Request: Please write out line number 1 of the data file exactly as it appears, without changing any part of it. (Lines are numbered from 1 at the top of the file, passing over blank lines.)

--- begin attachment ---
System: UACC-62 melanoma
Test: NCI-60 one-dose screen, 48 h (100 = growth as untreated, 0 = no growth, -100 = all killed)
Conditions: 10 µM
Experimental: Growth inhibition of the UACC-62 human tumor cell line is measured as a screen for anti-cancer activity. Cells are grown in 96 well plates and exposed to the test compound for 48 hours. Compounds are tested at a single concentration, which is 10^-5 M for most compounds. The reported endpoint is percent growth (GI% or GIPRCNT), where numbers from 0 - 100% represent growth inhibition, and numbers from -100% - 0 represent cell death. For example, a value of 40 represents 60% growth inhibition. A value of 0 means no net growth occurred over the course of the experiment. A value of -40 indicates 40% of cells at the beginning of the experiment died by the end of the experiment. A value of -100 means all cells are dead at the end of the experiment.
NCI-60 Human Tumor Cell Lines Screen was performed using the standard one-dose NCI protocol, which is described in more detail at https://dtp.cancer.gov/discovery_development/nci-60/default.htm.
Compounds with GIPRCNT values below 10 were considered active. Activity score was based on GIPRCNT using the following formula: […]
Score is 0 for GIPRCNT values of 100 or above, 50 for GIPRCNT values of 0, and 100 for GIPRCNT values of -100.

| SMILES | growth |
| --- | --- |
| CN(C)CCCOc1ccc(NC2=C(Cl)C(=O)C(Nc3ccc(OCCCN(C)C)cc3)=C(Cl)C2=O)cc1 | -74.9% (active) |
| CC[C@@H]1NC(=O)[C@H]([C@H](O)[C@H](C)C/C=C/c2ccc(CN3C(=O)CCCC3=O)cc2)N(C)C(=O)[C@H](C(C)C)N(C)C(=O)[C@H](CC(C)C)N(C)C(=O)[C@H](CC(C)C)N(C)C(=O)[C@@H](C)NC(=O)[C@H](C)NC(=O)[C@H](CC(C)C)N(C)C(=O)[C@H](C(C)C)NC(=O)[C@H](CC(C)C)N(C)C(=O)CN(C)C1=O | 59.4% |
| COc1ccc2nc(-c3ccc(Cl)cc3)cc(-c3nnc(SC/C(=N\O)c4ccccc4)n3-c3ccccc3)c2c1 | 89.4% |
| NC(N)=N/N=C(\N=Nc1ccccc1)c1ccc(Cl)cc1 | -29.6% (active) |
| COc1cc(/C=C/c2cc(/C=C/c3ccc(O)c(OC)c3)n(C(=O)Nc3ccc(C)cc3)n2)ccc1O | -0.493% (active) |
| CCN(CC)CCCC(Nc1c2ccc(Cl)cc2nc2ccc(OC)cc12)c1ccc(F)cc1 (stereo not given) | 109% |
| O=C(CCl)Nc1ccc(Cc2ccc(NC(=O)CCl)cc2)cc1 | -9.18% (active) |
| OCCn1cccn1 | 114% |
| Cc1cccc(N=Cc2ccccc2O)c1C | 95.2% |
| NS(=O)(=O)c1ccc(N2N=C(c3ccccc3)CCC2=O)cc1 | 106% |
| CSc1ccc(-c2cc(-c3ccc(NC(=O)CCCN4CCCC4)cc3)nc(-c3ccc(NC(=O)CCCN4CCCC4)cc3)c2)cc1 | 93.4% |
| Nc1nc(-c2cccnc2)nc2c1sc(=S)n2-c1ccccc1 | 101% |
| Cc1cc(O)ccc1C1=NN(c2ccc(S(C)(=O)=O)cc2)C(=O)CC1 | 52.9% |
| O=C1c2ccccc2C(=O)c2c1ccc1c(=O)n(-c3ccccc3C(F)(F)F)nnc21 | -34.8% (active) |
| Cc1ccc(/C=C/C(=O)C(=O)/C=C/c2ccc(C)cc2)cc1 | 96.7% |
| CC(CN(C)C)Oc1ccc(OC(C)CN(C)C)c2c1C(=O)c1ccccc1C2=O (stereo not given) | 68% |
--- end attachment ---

System: UACC-62 melanoma